The Cambodian capital of Phnom Penh is usually outshined by the grand temples of Siem Reap. In the recent years, however, this city has proven that it is more than just a stopover, with culturally-significant place with a rich (albeit sometimes dark) history. Below, see what makes Phnom Penh unique, and find out what historical activities are in store for visitors here.
Shop at the Central Market.
There will be a lot of stalls and small markets around Phnom Penh, but this is one of the more popular ones. Housed in attractive Art Deco architecture, this market has a wide array of things that you can bring to family and friends back home—from Cambodian arts and handicrafts to knockoff brands, from jewelry to tech items—this is a great place to shop, explore, and most importantly, haggle. A great place to sample local food, too!
Address: Kampuchea Krom, Str. 128, Phnom Penh. Open from 7am to 6pm.
Have a taste of Khmer cuisine.
One of the items that’s a definite must-try is the Kampot pepper crab, one of the country’s most beloved dishes (some consider it as Cambodia’s national dish). Also try the fish amok (fish mousse with coconut milk and curry), and the fresh and hearty nom banh chok, (Khmer noodles that’s usually eaten for breakfast). Give local eateries a shot—you just might find your next favorite foods here.
Explore the colonial buildings and Khmer Architecture.
The French ruled Cambodia for almost a century, so this place has its share of old colonial buildings. Some of the most notable ones are the Post Office building, the National Museum, and the Raffles Le Royal, but you’ll be able to spot old structure around the city, Check out the area that surrounds the Royal Palace as well.
Khmer Architecture, which emerged after the country’s independence in 1953, is also something that you can explore. If you want a more comprehensive take, you can opt for tours—check out Khmer Architecture Tours, which will tell you about the city’s/country’s most important structures.
Learn about the Cambodia’s history under the Khmer Rouge at the Tuol Sleng Genocide Museum.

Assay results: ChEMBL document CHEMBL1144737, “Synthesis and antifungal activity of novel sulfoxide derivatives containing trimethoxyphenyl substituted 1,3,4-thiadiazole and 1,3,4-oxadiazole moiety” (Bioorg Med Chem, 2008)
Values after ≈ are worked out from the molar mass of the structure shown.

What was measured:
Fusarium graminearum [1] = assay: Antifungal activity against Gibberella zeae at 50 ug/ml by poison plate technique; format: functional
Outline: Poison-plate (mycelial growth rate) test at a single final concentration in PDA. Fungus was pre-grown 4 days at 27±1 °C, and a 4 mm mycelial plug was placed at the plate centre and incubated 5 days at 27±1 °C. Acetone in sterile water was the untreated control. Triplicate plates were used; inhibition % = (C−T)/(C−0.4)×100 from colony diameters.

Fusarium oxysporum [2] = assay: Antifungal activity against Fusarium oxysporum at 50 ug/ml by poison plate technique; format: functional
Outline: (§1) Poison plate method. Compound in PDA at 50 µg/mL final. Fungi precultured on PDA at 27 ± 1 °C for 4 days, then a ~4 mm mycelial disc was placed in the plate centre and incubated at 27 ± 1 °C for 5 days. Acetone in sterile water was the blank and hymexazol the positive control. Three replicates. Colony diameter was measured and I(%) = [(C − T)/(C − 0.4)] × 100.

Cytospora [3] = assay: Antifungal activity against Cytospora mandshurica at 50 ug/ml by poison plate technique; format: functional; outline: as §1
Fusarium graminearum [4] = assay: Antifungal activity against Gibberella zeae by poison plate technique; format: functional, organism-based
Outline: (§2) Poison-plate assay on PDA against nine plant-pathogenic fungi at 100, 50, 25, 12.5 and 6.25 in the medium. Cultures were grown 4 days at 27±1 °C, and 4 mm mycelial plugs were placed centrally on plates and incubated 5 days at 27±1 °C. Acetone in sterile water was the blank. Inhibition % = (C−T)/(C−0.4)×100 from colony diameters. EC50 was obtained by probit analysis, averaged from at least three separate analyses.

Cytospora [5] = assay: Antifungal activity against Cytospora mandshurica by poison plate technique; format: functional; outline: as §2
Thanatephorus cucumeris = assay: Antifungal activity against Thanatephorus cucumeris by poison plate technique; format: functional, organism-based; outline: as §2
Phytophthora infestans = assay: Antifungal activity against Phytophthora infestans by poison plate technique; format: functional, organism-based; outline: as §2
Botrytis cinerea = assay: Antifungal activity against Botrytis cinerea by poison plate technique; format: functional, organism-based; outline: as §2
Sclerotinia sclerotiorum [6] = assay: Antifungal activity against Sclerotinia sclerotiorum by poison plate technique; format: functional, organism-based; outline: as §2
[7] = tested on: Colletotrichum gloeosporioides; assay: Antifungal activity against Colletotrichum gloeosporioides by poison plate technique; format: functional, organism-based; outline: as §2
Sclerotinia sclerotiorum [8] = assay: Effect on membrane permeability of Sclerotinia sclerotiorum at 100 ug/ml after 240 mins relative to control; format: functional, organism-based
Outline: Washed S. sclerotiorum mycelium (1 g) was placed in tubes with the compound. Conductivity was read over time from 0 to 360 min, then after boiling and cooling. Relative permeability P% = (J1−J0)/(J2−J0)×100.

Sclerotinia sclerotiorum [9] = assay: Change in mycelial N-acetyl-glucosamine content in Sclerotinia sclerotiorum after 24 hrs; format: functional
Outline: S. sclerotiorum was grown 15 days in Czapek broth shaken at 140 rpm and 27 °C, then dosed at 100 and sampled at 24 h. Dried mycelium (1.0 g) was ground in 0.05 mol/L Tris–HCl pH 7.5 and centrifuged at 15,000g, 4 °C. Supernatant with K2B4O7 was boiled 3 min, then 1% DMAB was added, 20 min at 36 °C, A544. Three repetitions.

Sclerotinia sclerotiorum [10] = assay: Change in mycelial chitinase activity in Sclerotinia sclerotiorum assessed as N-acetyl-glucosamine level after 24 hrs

Also known as the site of the S-21 prison, the Tuol Sleng Genocide Museum is a place where more than 14,000 men, women, and children were murdered and imprisoned under the Pol Pot-led Khmer Rouge, which orchestrated the Cambodian genocide, and was responsible for one of the worst mass killings of the 20th century. Ruling the country for four years (1975-1979), it is estimated that 2 to 3 million people died from executions, starvation, and disease. This is not exactly the most fun attraction that you’ll see here, but if you really want to learn about the country, this is a must-see.
Address: St 113, Cambodia. Open from 8am to 5pm.
Visit the Killing Fields.
The Killing Fields of Choeung Ek is another place that visitors should check out if they want to take a closer look at Cambodia’s history. This place was turned into a mass grave by the Khmer Rouge during their reign. Though undeniably distressing—here, you will see stacked skulls of the victims—this is definitely something that you should do at least once (there’s a big chance that you’d not want to return). The tourist center can provide you with an audio guide that will let you listen to survivors recount the dark memories.
Address: Sangkat Cheung Aek, Phnom Penh. Open from 8am to 5pm.
/// Written by Lia Tizon, The Philippines